On 12 December 2013, the Patents Court handed down its judgment in Smith & Nephew v ConvaTec No.2. The court granted Smith & Nephew a declaration of non-infringement on a commercial process for the manufacture of silverised wound dressings, holding that the claim, which is limited to a process utilising “between 1 and 25%” salt, has a lower limit of 0.95% (rejecting 0.5% and 1% as alternative constructions). The court also held that 4 work-up experiments infringed ConvaTec’s patent, but refused to grant a springboard injunction to prevent reliance on regulatory approval obtained on the basis of those infringing experiments.
In defining the scope of the numerical range in the claim, the court noted that it is not always the case that the question of whether a value should be held to fall within a numerical limit should be decided by rounding that value to the same number of significant figures as the range is expressed in the claim. It was, however, the construction adopted in this case: 1% is expressed to one significant figure, therefore anything greater than or equal to 0.95 would round to 1% when expressed to one significant figure. This would be the natural approach of the skilled person and there was nothing to dissuade Birss J. from applying it: the patent did not consistently apply an alternate rounding convention; nor was it relevant that the significant figures approach proved asymmetric in relation to the patented values. This approach also ensures that the relative error margins at the lower and upper limits of the claim are comparable.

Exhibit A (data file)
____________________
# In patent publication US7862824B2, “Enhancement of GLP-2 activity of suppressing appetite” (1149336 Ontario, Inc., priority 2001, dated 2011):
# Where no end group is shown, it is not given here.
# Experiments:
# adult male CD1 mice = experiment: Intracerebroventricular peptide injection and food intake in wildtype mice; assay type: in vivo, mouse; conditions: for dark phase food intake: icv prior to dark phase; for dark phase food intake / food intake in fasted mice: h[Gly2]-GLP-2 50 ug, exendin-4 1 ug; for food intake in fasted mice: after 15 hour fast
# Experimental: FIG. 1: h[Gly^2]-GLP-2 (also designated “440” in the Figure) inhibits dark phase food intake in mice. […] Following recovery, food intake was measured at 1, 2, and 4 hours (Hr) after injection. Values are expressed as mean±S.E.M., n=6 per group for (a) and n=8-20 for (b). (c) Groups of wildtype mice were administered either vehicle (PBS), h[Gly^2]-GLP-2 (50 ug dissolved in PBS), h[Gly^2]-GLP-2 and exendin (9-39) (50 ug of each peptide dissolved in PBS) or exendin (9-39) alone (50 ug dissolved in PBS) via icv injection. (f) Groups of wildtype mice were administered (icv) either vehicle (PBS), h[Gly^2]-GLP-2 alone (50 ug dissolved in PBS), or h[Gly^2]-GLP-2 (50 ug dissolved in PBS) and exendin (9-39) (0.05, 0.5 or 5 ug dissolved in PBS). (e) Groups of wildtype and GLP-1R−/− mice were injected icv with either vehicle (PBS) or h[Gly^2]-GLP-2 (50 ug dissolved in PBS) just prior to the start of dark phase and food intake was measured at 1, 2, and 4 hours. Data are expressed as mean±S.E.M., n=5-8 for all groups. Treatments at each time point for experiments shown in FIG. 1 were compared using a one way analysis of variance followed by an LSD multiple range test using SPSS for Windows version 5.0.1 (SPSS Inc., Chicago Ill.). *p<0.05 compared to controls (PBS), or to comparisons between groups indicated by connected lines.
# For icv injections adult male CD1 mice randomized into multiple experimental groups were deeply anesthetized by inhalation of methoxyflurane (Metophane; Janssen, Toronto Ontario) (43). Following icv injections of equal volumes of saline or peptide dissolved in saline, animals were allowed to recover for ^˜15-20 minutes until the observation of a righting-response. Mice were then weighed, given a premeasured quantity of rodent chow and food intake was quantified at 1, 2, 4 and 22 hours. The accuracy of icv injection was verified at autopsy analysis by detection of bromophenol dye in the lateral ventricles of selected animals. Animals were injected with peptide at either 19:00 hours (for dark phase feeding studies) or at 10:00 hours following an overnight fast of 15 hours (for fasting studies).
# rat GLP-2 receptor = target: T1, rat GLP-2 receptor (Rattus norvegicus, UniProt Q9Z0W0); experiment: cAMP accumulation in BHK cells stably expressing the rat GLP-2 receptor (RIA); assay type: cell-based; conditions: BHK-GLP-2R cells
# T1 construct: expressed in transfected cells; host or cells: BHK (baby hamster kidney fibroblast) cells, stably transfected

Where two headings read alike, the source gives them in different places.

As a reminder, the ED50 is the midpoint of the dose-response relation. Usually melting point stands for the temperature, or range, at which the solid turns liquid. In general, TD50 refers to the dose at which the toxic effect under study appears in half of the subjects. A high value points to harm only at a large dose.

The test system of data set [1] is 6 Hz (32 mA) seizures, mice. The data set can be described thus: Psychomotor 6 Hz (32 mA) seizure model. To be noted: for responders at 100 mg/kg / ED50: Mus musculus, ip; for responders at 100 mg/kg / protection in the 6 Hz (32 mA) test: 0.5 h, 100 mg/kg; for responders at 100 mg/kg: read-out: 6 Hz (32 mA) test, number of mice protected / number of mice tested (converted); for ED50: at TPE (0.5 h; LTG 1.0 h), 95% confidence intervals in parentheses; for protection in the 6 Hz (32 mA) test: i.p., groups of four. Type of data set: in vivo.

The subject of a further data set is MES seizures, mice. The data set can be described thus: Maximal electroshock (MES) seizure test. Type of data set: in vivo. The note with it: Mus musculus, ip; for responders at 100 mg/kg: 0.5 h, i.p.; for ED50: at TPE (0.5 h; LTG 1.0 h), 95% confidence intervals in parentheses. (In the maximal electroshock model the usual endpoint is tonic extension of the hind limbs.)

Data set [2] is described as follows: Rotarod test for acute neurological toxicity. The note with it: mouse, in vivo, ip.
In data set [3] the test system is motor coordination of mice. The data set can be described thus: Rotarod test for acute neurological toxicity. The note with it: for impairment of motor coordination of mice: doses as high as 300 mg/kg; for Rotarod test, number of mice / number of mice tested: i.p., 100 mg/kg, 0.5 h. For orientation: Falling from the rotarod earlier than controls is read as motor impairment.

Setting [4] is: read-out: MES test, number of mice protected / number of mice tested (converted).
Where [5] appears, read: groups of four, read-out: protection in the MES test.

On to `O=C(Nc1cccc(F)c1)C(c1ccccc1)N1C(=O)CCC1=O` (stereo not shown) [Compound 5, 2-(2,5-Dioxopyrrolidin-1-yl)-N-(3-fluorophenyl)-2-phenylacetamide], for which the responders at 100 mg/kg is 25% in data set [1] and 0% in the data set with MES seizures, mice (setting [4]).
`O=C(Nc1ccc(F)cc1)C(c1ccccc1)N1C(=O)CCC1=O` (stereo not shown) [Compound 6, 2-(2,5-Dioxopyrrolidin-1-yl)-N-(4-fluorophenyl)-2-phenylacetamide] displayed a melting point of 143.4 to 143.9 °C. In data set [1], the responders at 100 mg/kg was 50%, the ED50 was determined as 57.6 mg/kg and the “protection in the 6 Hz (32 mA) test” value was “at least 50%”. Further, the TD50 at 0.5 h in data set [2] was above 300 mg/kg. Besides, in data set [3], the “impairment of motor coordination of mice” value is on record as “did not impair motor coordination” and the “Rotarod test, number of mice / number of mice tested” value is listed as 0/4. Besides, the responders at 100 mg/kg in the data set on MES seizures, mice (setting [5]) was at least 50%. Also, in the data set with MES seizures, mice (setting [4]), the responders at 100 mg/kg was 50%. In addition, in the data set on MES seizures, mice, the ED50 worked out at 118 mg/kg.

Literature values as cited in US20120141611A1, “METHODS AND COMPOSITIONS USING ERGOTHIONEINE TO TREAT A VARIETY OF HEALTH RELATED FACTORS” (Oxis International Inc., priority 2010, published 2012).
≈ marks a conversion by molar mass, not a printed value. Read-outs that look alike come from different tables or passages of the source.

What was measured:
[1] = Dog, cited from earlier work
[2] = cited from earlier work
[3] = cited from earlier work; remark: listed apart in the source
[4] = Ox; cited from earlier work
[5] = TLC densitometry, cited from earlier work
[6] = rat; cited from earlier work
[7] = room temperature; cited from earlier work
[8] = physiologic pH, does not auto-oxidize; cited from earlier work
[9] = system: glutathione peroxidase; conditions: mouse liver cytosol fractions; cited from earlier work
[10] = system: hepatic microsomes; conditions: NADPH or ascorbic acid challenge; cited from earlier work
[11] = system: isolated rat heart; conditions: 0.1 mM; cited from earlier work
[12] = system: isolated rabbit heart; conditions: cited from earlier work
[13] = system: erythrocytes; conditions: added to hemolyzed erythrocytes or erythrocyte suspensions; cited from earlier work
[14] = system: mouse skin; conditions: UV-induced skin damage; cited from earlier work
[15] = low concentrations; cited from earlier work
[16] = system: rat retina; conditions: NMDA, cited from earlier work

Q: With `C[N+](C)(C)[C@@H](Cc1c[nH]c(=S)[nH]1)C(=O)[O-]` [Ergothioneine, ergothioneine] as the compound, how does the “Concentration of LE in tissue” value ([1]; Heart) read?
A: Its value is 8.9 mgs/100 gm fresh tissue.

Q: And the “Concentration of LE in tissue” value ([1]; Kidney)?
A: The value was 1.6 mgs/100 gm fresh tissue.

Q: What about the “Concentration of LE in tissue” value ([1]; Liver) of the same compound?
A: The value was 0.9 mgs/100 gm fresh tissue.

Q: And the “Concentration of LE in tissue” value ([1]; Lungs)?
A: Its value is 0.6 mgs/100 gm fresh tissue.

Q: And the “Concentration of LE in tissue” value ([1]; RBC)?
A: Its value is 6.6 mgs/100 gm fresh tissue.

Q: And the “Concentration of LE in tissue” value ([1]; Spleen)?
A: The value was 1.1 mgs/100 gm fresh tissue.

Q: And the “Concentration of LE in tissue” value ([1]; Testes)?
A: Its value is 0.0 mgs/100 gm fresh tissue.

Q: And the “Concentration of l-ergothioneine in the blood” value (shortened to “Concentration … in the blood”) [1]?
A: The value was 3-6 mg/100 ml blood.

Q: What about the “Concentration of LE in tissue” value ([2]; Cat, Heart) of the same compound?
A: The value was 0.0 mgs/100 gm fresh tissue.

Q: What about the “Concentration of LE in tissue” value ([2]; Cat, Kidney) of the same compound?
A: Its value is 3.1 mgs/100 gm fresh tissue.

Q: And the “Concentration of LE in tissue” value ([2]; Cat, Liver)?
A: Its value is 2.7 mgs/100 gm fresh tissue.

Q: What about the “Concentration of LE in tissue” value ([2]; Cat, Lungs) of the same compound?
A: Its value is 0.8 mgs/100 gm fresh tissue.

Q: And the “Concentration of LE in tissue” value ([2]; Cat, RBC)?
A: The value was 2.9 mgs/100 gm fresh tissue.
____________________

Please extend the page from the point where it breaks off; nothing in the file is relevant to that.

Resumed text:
The result of this construction was that Smith & Nephew’s commercial process, which utilizes a concentration of 0.77% agent, does not infringe. However, it was held that four of the many work-up experiments which led to it being granted its regulatory approval for the product did. As such, the court was also required to consider whether ConvaTec should be granted a springboard injunction to prevent Smith & Nephew from exploiting its non-infringing 0.77% process prior to patent expiry on the basis of infringing work-up experiments that assisted in obtaining its regulatory approval. In this instance, the Court refused to grant an injunction. However, in doing so, Birss J. discussed the relevant factors to consider in deciding whether to grant a springboard injunction, noting that caution must be exercised.
This case adds to the body of law suggesting that the rounding of values to the number of significant figures expressed in the claim is generally accepted scientific convention, and an approach likely to be adopted in the absence of evidence or a patent specification suggesting the contrary. It also provides further details on how the court may exercise its discretion in deciding whether to grant springboard relief in circumstances where a party has worked around a patent that is still in force.
In a hearing on 17 January Birss J granted both parties permission to appeal on the issues of construction and springboard.